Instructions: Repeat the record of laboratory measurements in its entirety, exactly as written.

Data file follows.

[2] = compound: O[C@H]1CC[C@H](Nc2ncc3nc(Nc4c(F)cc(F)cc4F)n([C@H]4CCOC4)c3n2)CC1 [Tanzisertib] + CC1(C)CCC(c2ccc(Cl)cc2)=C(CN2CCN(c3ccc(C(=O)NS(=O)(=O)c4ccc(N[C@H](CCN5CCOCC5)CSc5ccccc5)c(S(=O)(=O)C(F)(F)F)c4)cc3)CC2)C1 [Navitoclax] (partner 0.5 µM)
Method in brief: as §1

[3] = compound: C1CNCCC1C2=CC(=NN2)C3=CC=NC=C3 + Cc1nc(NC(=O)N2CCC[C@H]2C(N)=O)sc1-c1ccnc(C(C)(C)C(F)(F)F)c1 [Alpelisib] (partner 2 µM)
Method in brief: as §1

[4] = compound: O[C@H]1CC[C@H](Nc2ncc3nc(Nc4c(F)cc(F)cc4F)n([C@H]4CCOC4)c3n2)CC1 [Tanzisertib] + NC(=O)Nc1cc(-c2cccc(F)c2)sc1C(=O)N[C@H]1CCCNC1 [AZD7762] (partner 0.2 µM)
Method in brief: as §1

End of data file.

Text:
[2] = compound: O[C@H]1CC[C@H](Nc2ncc3nc(Nc4c(F)cc(F)cc4F)n([C@H]4CCOC4)c3n2)CC1 [Tanzisertib] + CC1(C)CCC(c2ccc(Cl)cc2)=C(CN2CCN(c3ccc(C(=O)NS(=O)(=O)c4ccc(N[C@H](CCN5CCOCC5)CSc5ccccc5)c(S(=O)(=O)C(F)(F)F)c4)cc3)CC2)C1 [Navitoclax] (partner 0.5 µM)
Method in brief: as §1

[3] = compound: C1CNCCC1C2=CC(=NN2)C3=CC=NC=C3 + Cc1nc(NC(=O)N2CCC[C@H]2C(N)=O)sc1-c1ccnc(C(C)(C)C(F)(F)F)c1 [Alpelisib] (partner 2 µM)
Method in brief: as §1

[4] = compound: O[C@H]1CC[C@H](Nc2ncc3nc(Nc4c(F)cc(F)cc4F)n([C@H]4CCOC4)c3n2)CC1 [Tanzisertib] + NC(=O)Nc1cc(-c2cccc(F)c2)sc1C(=O)N[C@H]1CCCNC1 [AZD7762] (partner 0.2 µM)
Method in brief: as §1